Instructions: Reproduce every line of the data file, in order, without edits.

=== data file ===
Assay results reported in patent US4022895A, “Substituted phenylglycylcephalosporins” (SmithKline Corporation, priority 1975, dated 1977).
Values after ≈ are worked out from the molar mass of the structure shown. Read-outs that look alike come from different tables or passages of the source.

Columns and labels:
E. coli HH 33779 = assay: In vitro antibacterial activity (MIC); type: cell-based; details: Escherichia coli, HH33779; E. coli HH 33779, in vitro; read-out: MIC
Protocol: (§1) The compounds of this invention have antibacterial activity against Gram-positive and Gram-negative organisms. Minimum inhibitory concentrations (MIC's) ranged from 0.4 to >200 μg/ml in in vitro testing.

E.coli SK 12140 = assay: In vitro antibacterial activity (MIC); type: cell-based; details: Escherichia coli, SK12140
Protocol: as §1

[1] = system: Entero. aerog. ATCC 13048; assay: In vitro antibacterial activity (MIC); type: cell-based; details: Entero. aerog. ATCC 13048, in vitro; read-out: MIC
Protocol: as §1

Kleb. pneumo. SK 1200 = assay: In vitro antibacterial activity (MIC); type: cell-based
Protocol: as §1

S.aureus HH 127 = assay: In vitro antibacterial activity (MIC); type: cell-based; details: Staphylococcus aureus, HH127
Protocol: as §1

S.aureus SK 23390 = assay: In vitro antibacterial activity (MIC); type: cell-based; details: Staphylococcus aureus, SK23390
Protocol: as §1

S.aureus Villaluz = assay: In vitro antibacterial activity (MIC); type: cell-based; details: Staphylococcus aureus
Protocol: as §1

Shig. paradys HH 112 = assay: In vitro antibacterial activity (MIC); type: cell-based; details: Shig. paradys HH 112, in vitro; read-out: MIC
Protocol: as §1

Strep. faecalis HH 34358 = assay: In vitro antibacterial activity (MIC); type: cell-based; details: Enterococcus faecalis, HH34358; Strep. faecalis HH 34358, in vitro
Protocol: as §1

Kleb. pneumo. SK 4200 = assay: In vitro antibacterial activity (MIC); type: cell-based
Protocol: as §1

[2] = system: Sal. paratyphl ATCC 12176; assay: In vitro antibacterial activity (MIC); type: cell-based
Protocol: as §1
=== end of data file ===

Assay results reported in patent US4022895A, “Substituted phenylglycylcephalosporins” (SmithKline Corporation, priority 1975, dated 1977).
Values after ≈ are worked out from the molar mass of the structure shown. Read-outs that look alike come from different tables or passages of the source.

Columns and labels:
E. coli HH 33779 = assay: In vitro antibacterial activity (MIC); type: cell-based; details: Escherichia coli, HH33779; E. coli HH 33779, in vitro; read-out: MIC
Protocol: (§1) The compounds of this invention have antibacterial activity against Gram-positive and Gram-negative organisms. Minimum inhibitory concentrations (MIC's) ranged from 0.4 to >200 μg/ml in in vitro testing.

E.coli SK 12140 = assay: In vitro antibacterial activity (MIC); type: cell-based; details: Escherichia coli, SK12140
Protocol: as §1

[1] = system: Entero. aerog. ATCC 13048; assay: In vitro antibacterial activity (MIC); type: cell-based; details: Entero. aerog. ATCC 13048, in vitro; read-out: MIC
Protocol: as §1

Kleb. pneumo. SK 1200 = assay: In vitro antibacterial activity (MIC); type: cell-based
Protocol: as §1

S.aureus HH 127 = assay: In vitro antibacterial activity (MIC); type: cell-based; details: Staphylococcus aureus, HH127
Protocol: as §1

S.aureus SK 23390 = assay: In vitro antibacterial activity (MIC); type: cell-based; details: Staphylococcus aureus, SK23390
Protocol: as §1

S.aureus Villaluz = assay: In vitro antibacterial activity (MIC); type: cell-based; details: Staphylococcus aureus
Protocol: as §1

Shig. paradys HH 112 = assay: In vitro antibacterial activity (MIC); type: cell-based; details: Shig. paradys HH 112, in vitro; read-out: MIC
Protocol: as §1

Strep. faecalis HH 34358 = assay: In vitro antibacterial activity (MIC); type: cell-based; details: Enterococcus faecalis, HH34358; Strep. faecalis HH 34358, in vitro
Protocol: as §1

Kleb. pneumo. SK 4200 = assay: In vitro antibacterial activity (MIC); type: cell-based
Protocol: as §1

[2] = system: Sal. paratyphl ATCC 12176; assay: In vitro antibacterial activity (MIC); type: cell-based
Protocol: as §1